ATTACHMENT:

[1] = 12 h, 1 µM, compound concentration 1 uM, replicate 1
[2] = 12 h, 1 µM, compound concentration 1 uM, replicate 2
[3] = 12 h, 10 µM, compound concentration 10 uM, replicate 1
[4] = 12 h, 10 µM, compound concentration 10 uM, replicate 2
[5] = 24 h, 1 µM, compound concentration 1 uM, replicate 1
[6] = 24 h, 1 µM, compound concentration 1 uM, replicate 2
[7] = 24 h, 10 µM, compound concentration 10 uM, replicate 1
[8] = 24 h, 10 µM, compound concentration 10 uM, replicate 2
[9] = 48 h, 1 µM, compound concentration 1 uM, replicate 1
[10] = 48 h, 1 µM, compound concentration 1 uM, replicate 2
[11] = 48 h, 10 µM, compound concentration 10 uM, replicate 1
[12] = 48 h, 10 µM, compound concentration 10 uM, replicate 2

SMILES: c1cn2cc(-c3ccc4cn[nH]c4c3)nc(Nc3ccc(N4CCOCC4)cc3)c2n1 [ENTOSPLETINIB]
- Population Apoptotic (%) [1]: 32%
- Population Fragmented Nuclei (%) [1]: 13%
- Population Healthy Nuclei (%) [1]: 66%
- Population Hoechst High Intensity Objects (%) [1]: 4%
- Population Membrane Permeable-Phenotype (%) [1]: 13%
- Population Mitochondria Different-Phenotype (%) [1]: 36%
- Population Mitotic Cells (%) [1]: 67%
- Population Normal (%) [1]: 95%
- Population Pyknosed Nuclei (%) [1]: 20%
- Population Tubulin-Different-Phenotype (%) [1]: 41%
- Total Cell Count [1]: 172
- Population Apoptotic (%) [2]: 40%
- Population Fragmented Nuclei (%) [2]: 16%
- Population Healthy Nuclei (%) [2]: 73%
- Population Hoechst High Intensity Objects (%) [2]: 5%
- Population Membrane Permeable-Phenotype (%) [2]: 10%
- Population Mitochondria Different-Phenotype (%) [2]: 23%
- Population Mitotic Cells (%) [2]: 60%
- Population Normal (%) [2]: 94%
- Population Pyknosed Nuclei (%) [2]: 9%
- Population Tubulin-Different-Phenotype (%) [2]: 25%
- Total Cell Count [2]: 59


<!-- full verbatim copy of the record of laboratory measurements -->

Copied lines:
[1] = 12 h, 1 µM, compound concentration 1 uM, replicate 1
[2] = 12 h, 1 µM, compound concentration 1 uM, replicate 2
[3] = 12 h, 10 µM, compound concentration 10 uM, replicate 1
[4] = 12 h, 10 µM, compound concentration 10 uM, replicate 2
[5] = 24 h, 1 µM, compound concentration 1 uM, replicate 1
[6] = 24 h, 1 µM, compound concentration 1 uM, replicate 2
[7] = 24 h, 10 µM, compound concentration 10 uM, replicate 1
[8] = 24 h, 10 µM, compound concentration 10 uM, replicate 2
[9] = 48 h, 1 µM, compound concentration 1 uM, replicate 1
[10] = 48 h, 1 µM, compound concentration 1 uM, replicate 2
[11] = 48 h, 10 µM, compound concentration 10 uM, replicate 1
[12] = 48 h, 10 µM, compound concentration 10 uM, replicate 2

SMILES: c1cn2cc(-c3ccc4cn[nH]c4c3)nc(Nc3ccc(N4CCOCC4)cc3)c2n1 [ENTOSPLETINIB]
- Population Apoptotic (%) [1]: 32%
- Population Fragmented Nuclei (%) [1]: 13%
- Population Healthy Nuclei (%) [1]: 66%
- Population Hoechst High Intensity Objects (%) [1]: 4%
- Population Membrane Permeable-Phenotype (%) [1]: 13%
- Population Mitochondria Different-Phenotype (%) [1]: 36%
- Population Mitotic Cells (%) [1]: 67%
- Population Normal (%) [1]: 95%
- Population Pyknosed Nuclei (%) [1]: 20%
- Population Tubulin-Different-Phenotype (%) [1]: 41%
- Total Cell Count [1]: 172
- Population Apoptotic (%) [2]: 40%
- Population Fragmented Nuclei (%) [2]: 16%
- Population Healthy Nuclei (%) [2]: 73%
- Population Hoechst High Intensity Objects (%) [2]: 5%
- Population Membrane Permeable-Phenotype (%) [2]: 10%
- Population Mitochondria Different-Phenotype (%) [2]: 23%
- Population Mitotic Cells (%) [2]: 60%
- Population Normal (%) [2]: 94%
- Population Pyknosed Nuclei (%) [2]: 9%
- Population Tubulin-Different-Phenotype (%) [2]: 25%
- Total Cell Count [2]: 59